An animal adoption makes a unique and alternative gift.
Just around the corner form our gift shop and along from the capybara viewpoint.
Size Body length: 100-120cm. Tail length: 70-90cm
Weight 18-64 kg; males tend to be heavier than females
Gestation 6 months
Life span up to14 years in the wild, up to 20 years in captivity
Giant anteaters eat mostly ants and termites but they are also known to eat ant eggs and cocoons, beetle larvae and the occasional fruit that has fallen to the ground.
They do not have any teeth, instead they have a long specialized tongue that is covered in small spines and coated with thick and sticky saliva. They use this long tongue to eat as many as 30,000 ants and termites a day!
These animals are found in central to South America in various habitats, including savannah, grasslands, swampy areas and humid forests.
Giant anteaters are solitary animals, spending much of their time alone, except if females have young or it is mating season, which is typically from March- May in the wild. These animals are born with sharp claws which help them to hold onto the mother’s back; they will feed from their mother for about 6 months and can be carried around for up to a year. Young giant anteaters have been known to stay with their mother for up to 2 years. These animals are able to breed and have their own young from 2- 3 years old.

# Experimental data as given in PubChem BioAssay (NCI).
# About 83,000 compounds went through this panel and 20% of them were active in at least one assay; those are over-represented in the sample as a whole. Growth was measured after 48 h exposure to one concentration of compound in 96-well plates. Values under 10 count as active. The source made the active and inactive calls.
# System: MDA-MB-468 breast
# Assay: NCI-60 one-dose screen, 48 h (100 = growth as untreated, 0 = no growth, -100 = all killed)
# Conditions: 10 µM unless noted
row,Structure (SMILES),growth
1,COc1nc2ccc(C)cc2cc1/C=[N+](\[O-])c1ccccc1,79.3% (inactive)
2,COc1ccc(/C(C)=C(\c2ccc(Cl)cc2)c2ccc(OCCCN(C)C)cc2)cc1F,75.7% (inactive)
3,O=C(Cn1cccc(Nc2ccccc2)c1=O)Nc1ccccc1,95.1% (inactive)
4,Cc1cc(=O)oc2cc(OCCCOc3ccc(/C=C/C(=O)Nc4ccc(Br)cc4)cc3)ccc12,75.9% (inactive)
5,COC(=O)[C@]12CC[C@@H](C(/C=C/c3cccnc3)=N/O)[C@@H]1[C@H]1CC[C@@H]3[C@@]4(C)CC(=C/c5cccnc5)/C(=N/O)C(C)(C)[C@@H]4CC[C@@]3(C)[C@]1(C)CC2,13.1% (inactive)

The main predators of giant anteaters are pumas and jaguars.
When giant anteaters are threatened by a predator, they will roar and rear up onto their hind legs, and slash out with their strong front legs and sharp 10cm claws; they have been known to fight off both pumas and jaguars!
The number of giant anteaters is decreasing in Central America which is mainly due to habitat destruction. Their natural habitat is threatened by increasing demand in land for agriculture, as well as fires that are created by both natural and man-made causes.
Giant anteaters are protected by law in the majority of areas that they are found within. They are also protected under Appendix II of CITES (Convention of International Trade of Endangered Species) which means that any exports of these animals require permits.
To protect the huge claws on their front feet, giant anteaters will fold them up into their palms and will walk on their knuckles.
Their tongue can be up to 61cm long and 1-1.5cm wide. They can even move their tongue up to 150 times per minute!
Giant anteaters cannot produce their own stomach acid, instead they use the formic acid made from the ants they eat to help with digestion.
The sense of smell of a giant anteater is 40 times more powerful than humans.
Even though giant anteaters are able to climb trees, they rarely do.
Having visited as a child, I felt that the Zoo has something to offer all ages and personalities and was proved right during our visit. We all had a fantastic time and really can’t thank you and the team enough for making it so enjoyable.NHS Stop Smoking Service, 31st March 2015